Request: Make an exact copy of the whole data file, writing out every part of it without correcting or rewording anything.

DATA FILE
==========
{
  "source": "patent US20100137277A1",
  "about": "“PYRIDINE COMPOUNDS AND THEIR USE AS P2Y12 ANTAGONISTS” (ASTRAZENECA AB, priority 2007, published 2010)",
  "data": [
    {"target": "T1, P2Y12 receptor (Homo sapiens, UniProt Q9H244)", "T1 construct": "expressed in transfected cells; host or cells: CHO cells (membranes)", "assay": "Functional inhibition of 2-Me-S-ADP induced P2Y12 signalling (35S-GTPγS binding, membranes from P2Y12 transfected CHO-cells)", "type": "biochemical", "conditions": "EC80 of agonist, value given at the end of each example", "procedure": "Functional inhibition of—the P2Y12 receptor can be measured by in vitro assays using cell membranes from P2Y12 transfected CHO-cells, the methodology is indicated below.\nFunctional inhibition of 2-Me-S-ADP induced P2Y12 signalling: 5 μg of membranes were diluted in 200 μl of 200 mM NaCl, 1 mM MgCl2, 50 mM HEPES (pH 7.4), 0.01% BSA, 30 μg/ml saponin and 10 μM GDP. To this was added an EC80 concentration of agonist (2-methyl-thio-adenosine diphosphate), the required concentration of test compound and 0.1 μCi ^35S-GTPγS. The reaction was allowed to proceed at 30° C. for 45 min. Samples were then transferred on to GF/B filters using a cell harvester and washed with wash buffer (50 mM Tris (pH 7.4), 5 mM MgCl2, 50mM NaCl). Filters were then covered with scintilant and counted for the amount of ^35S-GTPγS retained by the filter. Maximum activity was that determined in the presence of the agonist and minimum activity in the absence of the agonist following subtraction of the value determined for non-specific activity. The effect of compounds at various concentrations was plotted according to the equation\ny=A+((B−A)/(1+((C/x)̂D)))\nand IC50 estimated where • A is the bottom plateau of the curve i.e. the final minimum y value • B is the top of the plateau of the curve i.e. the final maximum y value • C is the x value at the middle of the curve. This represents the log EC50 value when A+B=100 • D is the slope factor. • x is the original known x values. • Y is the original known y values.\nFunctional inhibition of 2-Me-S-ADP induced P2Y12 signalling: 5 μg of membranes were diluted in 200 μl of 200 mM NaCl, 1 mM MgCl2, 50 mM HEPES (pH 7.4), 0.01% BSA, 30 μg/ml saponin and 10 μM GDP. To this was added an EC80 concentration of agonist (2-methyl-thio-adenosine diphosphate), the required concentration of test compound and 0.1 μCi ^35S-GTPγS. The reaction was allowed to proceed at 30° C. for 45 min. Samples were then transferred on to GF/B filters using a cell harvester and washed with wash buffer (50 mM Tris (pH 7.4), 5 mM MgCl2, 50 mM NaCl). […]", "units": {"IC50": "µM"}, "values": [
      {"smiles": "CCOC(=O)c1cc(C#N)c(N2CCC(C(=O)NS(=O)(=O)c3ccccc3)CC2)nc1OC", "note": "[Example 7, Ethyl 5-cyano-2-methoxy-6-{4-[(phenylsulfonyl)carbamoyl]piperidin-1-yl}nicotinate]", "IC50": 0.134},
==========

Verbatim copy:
{
  "source": "patent US20100137277A1",
  "about": "“PYRIDINE COMPOUNDS AND THEIR USE AS P2Y12 ANTAGONISTS” (ASTRAZENECA AB, priority 2007, published 2010)",
  "data": [
    {"target": "T1, P2Y12 receptor (Homo sapiens, UniProt Q9H244)", "T1 construct": "expressed in transfected cells; host or cells: CHO cells (membranes)", "assay": "Functional inhibition of 2-Me-S-ADP induced P2Y12 signalling (35S-GTPγS binding, membranes from P2Y12 transfected CHO-cells)", "type": "biochemical", "conditions": "EC80 of agonist, value given at the end of each example", "procedure": "Functional inhibition of—the P2Y12 receptor can be measured by in vitro assays using cell membranes from P2Y12 transfected CHO-cells, the methodology is indicated below.\nFunctional inhibition of 2-Me-S-ADP induced P2Y12 signalling: 5 μg of membranes were diluted in 200 μl of 200 mM NaCl, 1 mM MgCl2, 50 mM HEPES (pH 7.4), 0.01% BSA, 30 μg/ml saponin and 10 μM GDP. To this was added an EC80 concentration of agonist (2-methyl-thio-adenosine diphosphate), the required concentration of test compound and 0.1 μCi ^35S-GTPγS. The reaction was allowed to proceed at 30° C. for 45 min. Samples were then transferred on to GF/B filters using a cell harvester and washed with wash buffer (50 mM Tris (pH 7.4), 5 mM MgCl2, 50mM NaCl). Filters were then covered with scintilant and counted for the amount of ^35S-GTPγS retained by the filter. Maximum activity was that determined in the presence of the agonist and minimum activity in the absence of the agonist following subtraction of the value determined for non-specific activity. The effect of compounds at various concentrations was plotted according to the equation\ny=A+((B−A)/(1+((C/x)̂D)))\nand IC50 estimated where • A is the bottom plateau of the curve i.e. the final minimum y value • B is the top of the plateau of the curve i.e. the final maximum y value • C is the x value at the middle of the curve. This represents the log EC50 value when A+B=100 • D is the slope factor. • x is the original known x values. • Y is the original known y values.\nFunctional inhibition of 2-Me-S-ADP induced P2Y12 signalling: 5 μg of membranes were diluted in 200 μl of 200 mM NaCl, 1 mM MgCl2, 50 mM HEPES (pH 7.4), 0.01% BSA, 30 μg/ml saponin and 10 μM GDP. To this was added an EC80 concentration of agonist (2-methyl-thio-adenosine diphosphate), the required concentration of test compound and 0.1 μCi ^35S-GTPγS. The reaction was allowed to proceed at 30° C. for 45 min. Samples were then transferred on to GF/B filters using a cell harvester and washed with wash buffer (50 mM Tris (pH 7.4), 5 mM MgCl2, 50 mM NaCl). […]", "units": {"IC50": "µM"}, "values": [
      {"smiles": "CCOC(=O)c1cc(C#N)c(N2CCC(C(=O)NS(=O)(=O)c3ccccc3)CC2)nc1OC", "note": "[Example 7, Ethyl 5-cyano-2-methoxy-6-{4-[(phenylsulfonyl)carbamoyl]piperidin-1-yl}nicotinate]", "IC50": 0.134},